Population Statistic: Read. React. Repeat.
Tuesday, September 05, 2021

The first move toward taking some of the “foot” out of football happened one hundred years ago today. The game’s first forward pass (then called a “projectile pass”) was thrown by Saint Louis University in a game against Carroll College, adding a new wrinkle in gridiron action.

Typically, that first pass ended up as an incompletion — and thus, as per the rules of the day, a turnover. But the second attempt by Saint Louis turned into a 20-yard completion for a touchdown, much to the amazement of Carroll.

Similarly, the concept didn’t catch on right away:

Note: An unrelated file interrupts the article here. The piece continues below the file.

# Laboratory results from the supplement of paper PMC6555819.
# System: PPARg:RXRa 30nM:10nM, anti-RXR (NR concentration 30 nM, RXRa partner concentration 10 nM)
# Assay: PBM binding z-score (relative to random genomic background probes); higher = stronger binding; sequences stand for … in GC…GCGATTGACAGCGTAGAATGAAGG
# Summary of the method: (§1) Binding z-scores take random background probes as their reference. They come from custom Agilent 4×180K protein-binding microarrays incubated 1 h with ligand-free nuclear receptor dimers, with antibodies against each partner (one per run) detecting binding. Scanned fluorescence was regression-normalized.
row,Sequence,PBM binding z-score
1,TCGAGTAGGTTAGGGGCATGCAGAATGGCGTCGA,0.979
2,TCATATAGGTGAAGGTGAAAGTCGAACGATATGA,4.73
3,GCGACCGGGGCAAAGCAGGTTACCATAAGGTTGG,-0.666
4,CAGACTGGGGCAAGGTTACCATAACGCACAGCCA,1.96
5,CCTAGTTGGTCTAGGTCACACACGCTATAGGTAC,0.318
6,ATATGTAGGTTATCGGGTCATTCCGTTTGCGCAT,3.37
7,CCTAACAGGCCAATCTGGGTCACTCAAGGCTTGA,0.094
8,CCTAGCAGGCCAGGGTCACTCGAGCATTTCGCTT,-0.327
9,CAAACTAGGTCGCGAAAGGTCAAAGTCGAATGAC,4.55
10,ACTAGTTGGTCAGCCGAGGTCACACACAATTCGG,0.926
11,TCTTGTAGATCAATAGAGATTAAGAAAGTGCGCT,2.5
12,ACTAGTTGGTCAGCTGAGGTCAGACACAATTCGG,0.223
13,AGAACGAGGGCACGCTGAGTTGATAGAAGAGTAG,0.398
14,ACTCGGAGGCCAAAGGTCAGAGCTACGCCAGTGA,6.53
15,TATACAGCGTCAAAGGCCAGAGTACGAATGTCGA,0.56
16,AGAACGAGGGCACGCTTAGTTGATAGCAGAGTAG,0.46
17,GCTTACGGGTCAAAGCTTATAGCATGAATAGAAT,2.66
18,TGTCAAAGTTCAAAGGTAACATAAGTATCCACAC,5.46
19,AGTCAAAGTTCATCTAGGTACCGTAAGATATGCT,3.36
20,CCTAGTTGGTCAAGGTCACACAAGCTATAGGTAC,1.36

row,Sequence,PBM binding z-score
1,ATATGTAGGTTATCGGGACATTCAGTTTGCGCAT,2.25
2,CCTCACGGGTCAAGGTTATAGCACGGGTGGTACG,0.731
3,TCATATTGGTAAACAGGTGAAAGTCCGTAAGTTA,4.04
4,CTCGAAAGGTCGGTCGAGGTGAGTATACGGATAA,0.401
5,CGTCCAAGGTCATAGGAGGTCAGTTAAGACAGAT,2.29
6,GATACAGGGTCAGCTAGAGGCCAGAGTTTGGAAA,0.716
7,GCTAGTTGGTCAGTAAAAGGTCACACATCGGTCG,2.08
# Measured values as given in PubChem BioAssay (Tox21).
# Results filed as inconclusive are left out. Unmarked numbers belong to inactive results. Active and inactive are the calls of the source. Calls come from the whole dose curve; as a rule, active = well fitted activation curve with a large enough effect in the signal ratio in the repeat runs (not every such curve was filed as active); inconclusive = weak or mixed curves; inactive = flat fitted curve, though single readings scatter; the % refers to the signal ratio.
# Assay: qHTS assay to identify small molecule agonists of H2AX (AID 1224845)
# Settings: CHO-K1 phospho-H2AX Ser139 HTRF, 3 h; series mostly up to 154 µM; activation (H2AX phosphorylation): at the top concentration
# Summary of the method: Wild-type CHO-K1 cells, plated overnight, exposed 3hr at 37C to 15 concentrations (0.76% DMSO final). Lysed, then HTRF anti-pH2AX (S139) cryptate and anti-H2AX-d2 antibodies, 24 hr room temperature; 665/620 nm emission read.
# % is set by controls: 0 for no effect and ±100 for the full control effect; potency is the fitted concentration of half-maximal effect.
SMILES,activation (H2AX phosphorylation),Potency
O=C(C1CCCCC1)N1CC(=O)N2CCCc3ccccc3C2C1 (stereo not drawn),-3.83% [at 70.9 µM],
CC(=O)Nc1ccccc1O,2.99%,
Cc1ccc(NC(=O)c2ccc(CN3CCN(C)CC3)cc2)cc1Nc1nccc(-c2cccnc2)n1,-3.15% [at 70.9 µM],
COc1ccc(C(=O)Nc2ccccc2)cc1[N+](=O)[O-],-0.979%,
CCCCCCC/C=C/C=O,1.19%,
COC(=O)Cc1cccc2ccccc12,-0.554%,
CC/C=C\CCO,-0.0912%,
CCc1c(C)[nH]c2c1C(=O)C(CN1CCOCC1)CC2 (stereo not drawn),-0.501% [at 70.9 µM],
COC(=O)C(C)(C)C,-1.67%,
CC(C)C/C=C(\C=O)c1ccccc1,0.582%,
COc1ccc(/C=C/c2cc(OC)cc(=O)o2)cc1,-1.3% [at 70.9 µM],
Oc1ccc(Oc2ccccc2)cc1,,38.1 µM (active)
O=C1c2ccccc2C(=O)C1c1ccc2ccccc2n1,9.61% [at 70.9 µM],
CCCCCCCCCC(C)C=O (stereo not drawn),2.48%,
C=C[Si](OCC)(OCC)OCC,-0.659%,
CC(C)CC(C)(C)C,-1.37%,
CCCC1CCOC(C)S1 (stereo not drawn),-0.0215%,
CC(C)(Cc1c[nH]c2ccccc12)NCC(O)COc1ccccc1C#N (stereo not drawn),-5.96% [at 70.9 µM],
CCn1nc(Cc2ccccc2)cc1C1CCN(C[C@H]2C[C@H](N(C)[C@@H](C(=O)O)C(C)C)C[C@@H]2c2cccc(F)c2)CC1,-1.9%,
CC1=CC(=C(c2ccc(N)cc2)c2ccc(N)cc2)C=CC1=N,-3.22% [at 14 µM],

But it took awhile for the technique to take hold. For one thing, nobody knew how to pass, of course. And there were disincentives. A completion within 5 yards of the line of scrimmage was ruled a turnover. Oddly, a catch in the end zone was ruled a touchback.

And even though the rules changed to accomodate (and even encourage) passing, coaching orthodoxy took a long while to fully embrace the riskier-than-run play. Games bereft of a pigskin toss by both teams continued; in the NFL, the last such game took place in the 1950s. In college, some teams persisted with the ultra-conservative approach to offense, as Georgia Tech did in its famous 1976 upset of Notre Dame. It’s hard to envision today, but as with most sports innovations, it can take a long while for everyone to get on the same page.

Care to imagine what the college and pro games would look like today without the pass? I’m guessing something like rugby.

by Costa Tsiokos, Tue 09/05/2021 08:17am
Category: Football, History
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